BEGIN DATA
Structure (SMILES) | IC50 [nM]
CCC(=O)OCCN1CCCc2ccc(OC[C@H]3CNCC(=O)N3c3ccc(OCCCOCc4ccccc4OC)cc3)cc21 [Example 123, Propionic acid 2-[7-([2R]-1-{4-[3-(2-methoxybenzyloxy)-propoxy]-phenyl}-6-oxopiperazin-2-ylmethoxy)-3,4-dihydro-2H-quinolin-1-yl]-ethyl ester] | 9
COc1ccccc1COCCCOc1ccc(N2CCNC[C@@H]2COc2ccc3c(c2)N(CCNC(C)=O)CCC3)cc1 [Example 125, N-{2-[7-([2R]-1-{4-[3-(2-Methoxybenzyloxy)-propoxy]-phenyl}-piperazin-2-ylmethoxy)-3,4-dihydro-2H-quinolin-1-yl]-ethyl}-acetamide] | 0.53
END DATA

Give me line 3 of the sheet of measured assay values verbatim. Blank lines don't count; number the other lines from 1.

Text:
COc1ccccc1COCCCOc1ccc(N2CCNC[C@@H]2COc2ccc3c(c2)N(CCNC(C)=O)CCC3)cc1 [Example 125, N-{2-[7-([2R]-1-{4-[3-(2-Methoxybenzyloxy)-propoxy]-phenyl}-piperazin-2-ylmethoxy)-3,4-dihydro-2H-quinolin-1-yl]-ethyl}-acetamide] | 0.53